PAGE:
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5 Cool Military Bunker Conversions

    5 Cool Military Bunker Conversions

    Military bunkers were primarily built for protection from natural disasters and war attacks, then left abandoned for many years. But these days, developers are seeing the potential—and payoff—in renovating them for commercial use.

    1.Bahnhof Data Center

    Location: Attinghausen, Sweden

    Made to protect soldiers during the 1950s, this Swiss Alps bunker is now used to protect data by digital encryption and storage company WISeKey. The high-tech bunker is one of only four used by the company throughout Switzerland.  


    2. Waikele Storage Park

    Location: Oahu, HI

    What was formerly the Waikele Gulch Bunkers is a popular storage facility called Waikele Storage Park. The 120 underground bunkers total about 400k SF, with one 4k SF warehouse priced at $300k. The entire park takes up about 1.2M SF. 


    3. Crown Wine Cellars

    Location: Shouson Hill, Hong Kong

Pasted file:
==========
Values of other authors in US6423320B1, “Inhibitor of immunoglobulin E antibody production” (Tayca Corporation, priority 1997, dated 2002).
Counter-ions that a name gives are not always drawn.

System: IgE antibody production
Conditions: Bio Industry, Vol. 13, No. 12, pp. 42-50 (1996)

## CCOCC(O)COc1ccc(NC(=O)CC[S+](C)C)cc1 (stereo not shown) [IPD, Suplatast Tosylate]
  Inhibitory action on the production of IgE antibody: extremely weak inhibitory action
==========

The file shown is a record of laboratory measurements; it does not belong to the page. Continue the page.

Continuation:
Located about 15 yards within a hillside, this climate-controlled 1k SF bunker is home to over 25,000 high-end bottles of wine, now owned by Crown Wine Cellars. The bunker is one of eight built in the 1930s to help in the resistance against Japanese invaders. The bunkers were used as rock core storage until bought by Crown Worldwide in 2003. 


    4. Sammlung Boros

    Location: Berlin

    The Nazis first conditioned this 1942 bunker to be an air-raid shelter for civilians. It took a cultural turn as a club in the '90s, and was purchased in 2001 by real estate investor Nippon Development Corporation GmbH. Two years later, Christian Boros purchased and renovated it into a 32k SF exhibition space to showcase his private collection of contemporary art. 

    5. Zero Carbon Foods

    Location: London

    One of eight underground bomb shelters built beneath the city during World War II’s German bomb raids was recently converted into a sustainable urban farm, Zero Carbon Farm. It uses LED lightbulbs, an integrated hydroponics system and filters instead of pesticides. The farm plans to grow micro greens for local restaurants and food stores.